Lionfish have invaded Florida’s coastal waters at alarming rates, but for the month of October, they’ve made their way into Gainesville restaurants, too.
The Lionfish Invasion Tour aims to combat the invasive species’ unchecked population growth by hunting the fish, distributing it to restaurants and having them serve it to diners.
“It’s for a good cause, but once they taste it, we hope they’ll continue to order it in the future,” said Joe Glass, founder of ReefSavers, the conservation group that organized the tour.
Diner Allie Yocum said that though she doesn’t usually eat meat, she was excited to try lionfish.
“It’s really special to me: the idea that people are making the effort to go and take the animals that are so negative to our environment,” she said while eating a lionfish dish at Dragonfly Sushi & Sake Co. in downtown Gainesville.
Dragonfly is one of 14 Gainesville restaurants participating in the lionfish tour, and others have expressed interest.
“It was easy to team up,” Glass said. “The fish is already delicious itself, and [when] you put it in the hands of someone who can create a masterpiece of it, it’s kind of a win-win situation.”
Jeffrey Allen, Dragonfly’s head chef, said he supports ReefSavers’ mission.
“We’re all about sustainability and helping out with the ocean. That’s where all our fish comes from, so we definitely want to keep the ocean alive and well,” he said. “We have sustainable oysters on our seasonal menu, so we were already in that motion.”
This month for the tour, Allen is making two dishes: citrus-cured lionfish sashimi and karage lionfish, a fried dish with cilantro and lime flavors.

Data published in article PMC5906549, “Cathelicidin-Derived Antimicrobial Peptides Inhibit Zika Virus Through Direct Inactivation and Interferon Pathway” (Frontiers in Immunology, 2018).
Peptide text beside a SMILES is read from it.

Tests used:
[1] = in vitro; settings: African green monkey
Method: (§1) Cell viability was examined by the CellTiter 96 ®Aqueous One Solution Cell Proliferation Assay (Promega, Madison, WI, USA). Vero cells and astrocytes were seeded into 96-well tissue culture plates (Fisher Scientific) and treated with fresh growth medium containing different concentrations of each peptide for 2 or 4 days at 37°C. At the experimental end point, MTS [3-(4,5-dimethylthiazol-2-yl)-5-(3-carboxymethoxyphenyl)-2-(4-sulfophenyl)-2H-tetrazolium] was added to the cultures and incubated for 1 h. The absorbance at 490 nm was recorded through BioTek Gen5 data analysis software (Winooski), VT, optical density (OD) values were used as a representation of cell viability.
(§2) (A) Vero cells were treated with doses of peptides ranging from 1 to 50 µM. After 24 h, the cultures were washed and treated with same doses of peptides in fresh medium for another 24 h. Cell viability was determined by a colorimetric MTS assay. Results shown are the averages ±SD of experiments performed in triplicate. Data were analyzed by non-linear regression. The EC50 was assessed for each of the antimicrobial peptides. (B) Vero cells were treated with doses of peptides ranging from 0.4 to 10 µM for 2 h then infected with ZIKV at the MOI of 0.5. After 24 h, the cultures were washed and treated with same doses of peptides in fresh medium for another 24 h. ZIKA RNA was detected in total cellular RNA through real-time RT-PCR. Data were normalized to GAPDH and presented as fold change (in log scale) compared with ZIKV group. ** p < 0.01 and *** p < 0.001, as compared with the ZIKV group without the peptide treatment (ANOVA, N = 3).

Other variations served at area restaurants include lionfish pizza at Blue Highway Pizza in the Tioga Town Center, pan-seared lionfish with mango-dragon fruit salsa at Emiliano’s Café, and prosciutto-wrapped lionfish at Amelia’s Restaurant.
“There’s such a wide variety,” Glass said, noting that restaurants are changing up their menu often to accommodate the versatility. “Just because you went to one restaurant the first week, you can probably go back the second week and have a completely different meal.”
If there’s enough demand for the fish, restaurants may continue serving it after the tour leaves town and makes its way to other cities. It’s an idea that’s not surprising based on supply and demand: Some restaurants that did a soft-launch on Sept. 30 ran out of lionfish, Glass said.
Lionfish are native to Indonesia, but they made their way into Florida’s waters in the mid-1980s. Experts aren’t sure how it happened, but they do know today’s stocks originate from a handful of fish.
They’re now a top predator in coral reefs in the Atlantic, and they eat more than 50 species in those environments, according to the National Oceanic and Atmospheric Administration.
Their populations have gone unchecked because the fish has no natural predator in Atlantic waters. Worsening the problem is female lionfish being able to release up to 30,000 eggs every four days year-round.
Lionfish aren’t the most accessible catches for fishers, either. They can dwell in depths of up to 1,000 feet, and they don’t travel in schools, making them available primarily to individual spearfishers.
“It’s all speared one at a time and brought back on the boat. It’s a really daunting task,” Glass said. “We have divers going out several times a week, diving to depths up to 150 feet.”
ReefSavers works with scuba divers in Pensacola, Jacksonville and Ormond Beach, and their excursions can result in 150 to 500 pounds of lionfish each time. But that figure is also indicative of how many of the fish are present.
Glass said he’s hopeful, though, that the fish will continue to grow in popularity as a dish.
“I think it’s just now gaining notoriety,” he said. “I think we’ll be seeing more and more in restaurants.”